Tim Sweeney has raised over $200M for his biotechnology startup which is about to bring groundbreaking new healthcare solutions to the market.
On his recent appearance on the Dealmakers Podcast, Sweeney shared his experience bringing a health technology company to the market and getting it funded, including challenges building in a highly regulated space, and how to determine product-market fit without the ability to market a product.
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Hiking, Climbing Mountains & Entrepreneurship
Tim Sweeney grew up in Colorado, among the mountains and with plenty of outdoor activities to take on.
He went rock climbing, hiking and mountaineering. In many ways these pursuits are a lot like building a company. Tim says they are both personal journeys that you’ve got to work through. You’ve got to go through the pain, and it can be lonely at times.
The big difference with startups is that there isn’t really one peak. Some entrepreneurs throw themselves on the mountain and are set on one goal that will make them feel they’ve made it. But once you hit that peak you see another one higher up, and then another once you get there.
There may be ends of various chapters or episodes, like fundraising rounds and even selling your company. It makes sense to be clear about those goals and prepare well for them. Yet, there is always more to do.
It can be really discouraging and stressful if you don’t approach this as a journey. You’ve got to have fun on the way. It’s about embracing the ups, and the downs. That is really what is going to make everything worth it.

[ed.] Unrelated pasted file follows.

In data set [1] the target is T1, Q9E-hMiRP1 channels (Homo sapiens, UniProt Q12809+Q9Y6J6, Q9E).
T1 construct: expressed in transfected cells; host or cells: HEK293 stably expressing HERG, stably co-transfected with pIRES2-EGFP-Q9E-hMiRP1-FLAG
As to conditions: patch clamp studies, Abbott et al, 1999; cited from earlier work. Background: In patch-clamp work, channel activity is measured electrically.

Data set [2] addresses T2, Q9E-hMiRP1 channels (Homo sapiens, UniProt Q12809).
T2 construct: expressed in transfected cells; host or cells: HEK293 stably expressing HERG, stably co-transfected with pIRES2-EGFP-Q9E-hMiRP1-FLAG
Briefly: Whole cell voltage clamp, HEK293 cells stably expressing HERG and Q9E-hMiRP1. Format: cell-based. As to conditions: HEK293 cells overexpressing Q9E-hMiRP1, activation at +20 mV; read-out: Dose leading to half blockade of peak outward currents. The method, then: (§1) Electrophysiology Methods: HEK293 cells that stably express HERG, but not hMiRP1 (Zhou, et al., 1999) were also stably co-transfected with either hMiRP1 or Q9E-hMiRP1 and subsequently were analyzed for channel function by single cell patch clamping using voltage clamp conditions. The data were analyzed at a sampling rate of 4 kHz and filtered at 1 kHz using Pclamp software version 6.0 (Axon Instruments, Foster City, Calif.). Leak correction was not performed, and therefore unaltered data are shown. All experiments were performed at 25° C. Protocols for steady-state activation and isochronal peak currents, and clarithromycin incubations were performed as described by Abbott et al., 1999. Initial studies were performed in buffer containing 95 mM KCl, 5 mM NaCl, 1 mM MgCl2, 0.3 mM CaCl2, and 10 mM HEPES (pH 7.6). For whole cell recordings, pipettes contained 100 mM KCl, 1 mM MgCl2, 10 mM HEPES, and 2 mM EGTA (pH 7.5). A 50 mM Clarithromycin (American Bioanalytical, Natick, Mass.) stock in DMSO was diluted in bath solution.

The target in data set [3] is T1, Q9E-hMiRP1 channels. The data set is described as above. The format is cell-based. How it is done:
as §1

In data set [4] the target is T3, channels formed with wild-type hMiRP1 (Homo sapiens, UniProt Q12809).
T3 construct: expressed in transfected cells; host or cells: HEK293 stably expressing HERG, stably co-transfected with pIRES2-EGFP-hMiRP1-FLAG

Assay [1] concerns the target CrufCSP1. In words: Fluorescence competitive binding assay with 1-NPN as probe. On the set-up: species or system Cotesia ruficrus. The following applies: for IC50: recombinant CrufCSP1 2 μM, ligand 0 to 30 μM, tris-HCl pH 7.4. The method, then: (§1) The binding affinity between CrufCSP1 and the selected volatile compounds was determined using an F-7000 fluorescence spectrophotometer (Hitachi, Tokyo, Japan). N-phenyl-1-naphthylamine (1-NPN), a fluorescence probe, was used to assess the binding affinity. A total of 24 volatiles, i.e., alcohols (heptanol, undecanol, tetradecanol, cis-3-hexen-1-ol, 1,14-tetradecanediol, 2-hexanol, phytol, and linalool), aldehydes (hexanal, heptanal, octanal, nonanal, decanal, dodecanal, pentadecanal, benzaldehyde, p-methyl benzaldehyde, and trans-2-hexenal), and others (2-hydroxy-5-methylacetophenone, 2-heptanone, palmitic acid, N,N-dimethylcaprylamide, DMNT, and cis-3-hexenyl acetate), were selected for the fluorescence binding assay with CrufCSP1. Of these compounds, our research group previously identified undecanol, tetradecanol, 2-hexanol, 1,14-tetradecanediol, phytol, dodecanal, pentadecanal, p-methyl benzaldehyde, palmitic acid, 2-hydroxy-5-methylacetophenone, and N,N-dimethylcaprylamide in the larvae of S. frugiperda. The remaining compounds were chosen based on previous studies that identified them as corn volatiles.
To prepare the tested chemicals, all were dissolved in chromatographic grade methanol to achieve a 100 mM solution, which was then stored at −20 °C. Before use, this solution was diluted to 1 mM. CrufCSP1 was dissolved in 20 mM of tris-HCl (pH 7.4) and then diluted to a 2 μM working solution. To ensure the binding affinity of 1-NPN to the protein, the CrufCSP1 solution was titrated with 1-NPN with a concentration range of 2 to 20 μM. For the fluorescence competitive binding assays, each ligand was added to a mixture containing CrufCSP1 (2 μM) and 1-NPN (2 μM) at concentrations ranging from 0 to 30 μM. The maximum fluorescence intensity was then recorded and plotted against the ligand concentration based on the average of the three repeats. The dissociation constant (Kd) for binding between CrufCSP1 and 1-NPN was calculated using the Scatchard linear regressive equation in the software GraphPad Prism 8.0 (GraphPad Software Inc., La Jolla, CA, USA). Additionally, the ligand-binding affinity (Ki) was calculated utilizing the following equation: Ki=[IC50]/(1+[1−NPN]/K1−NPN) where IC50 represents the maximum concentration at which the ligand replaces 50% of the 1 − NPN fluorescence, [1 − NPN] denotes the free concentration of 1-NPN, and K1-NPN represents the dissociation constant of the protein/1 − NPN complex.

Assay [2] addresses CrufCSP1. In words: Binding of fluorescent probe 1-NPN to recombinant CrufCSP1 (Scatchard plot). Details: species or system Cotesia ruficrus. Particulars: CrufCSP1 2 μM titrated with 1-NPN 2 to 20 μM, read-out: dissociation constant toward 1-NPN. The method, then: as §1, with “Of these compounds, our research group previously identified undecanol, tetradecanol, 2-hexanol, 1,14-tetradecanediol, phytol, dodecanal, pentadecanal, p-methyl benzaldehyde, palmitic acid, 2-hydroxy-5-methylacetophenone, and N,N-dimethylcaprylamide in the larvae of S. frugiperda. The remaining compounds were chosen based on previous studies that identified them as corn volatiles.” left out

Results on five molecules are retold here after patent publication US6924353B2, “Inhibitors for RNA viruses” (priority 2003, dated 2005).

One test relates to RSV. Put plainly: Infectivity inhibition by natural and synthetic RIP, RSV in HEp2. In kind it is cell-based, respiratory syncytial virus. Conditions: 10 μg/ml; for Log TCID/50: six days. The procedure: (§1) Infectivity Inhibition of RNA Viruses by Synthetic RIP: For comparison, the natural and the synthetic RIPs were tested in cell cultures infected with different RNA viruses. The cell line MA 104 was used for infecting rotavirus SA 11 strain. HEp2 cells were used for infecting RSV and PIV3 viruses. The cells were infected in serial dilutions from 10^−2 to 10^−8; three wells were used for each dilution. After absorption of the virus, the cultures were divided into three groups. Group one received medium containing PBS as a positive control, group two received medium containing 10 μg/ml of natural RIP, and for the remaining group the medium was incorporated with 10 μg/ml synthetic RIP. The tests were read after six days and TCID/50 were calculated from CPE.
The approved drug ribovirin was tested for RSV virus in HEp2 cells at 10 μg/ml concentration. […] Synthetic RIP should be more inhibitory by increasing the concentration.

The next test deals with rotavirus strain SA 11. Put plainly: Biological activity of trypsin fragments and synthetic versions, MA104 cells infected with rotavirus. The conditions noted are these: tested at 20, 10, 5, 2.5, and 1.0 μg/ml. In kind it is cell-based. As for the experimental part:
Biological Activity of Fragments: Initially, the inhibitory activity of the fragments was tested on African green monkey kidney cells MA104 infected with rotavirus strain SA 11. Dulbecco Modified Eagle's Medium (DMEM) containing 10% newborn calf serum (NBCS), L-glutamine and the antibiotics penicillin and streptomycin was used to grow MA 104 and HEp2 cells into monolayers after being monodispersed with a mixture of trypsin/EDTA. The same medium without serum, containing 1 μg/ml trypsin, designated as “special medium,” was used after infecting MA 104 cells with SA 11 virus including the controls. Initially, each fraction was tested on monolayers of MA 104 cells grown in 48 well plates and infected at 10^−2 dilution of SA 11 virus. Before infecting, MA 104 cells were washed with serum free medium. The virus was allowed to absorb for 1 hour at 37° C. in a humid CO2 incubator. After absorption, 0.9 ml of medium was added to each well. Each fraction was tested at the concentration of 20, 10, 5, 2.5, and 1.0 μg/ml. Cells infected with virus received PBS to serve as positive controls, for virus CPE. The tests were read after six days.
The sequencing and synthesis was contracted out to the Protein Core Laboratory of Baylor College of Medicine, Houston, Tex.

In fact, some of Tim Sweeney’s top advice before launching a company is to have “a little more belief, a little less worry, take some deep breaths, enjoy the ride.” Don’t forget to have a life on the way too, and be present in that. Like Tim is now expecting his third child while building his business at the same time.
Biology, Technology & Going From Academia To Entrepreneurship
This founder says that from a very young age that he wanted to be in biotech one day. He also recalls writing his college entrance essay on wanting to start a company. He wanted to make a difference and improve people’s lives in some way. He believed the way to do that at scale would eventually be through a company and creating products.
In college in Chicago he studied chemistry and biology. He dove further into medicine and molecular biology with an M.D. and a Ph.D. at Duke. From there he went to Stanford for residency in general surgery, and finally on to a post-doc in machine learning and biomedical informatics.
Looking back, being curious and following these interests and learning about them ultimately all came together to equip him to start that company.
He also met his two cofounders at Stanford. It began with Tim working with his technical cofounder in the lab. They decided that they should take it out of the lab and create a product.
After a false start trying to pitch licensing for their IP, they brought in their third cofounder, a Stanford MBA grad with market experience who could help with the commercialization process.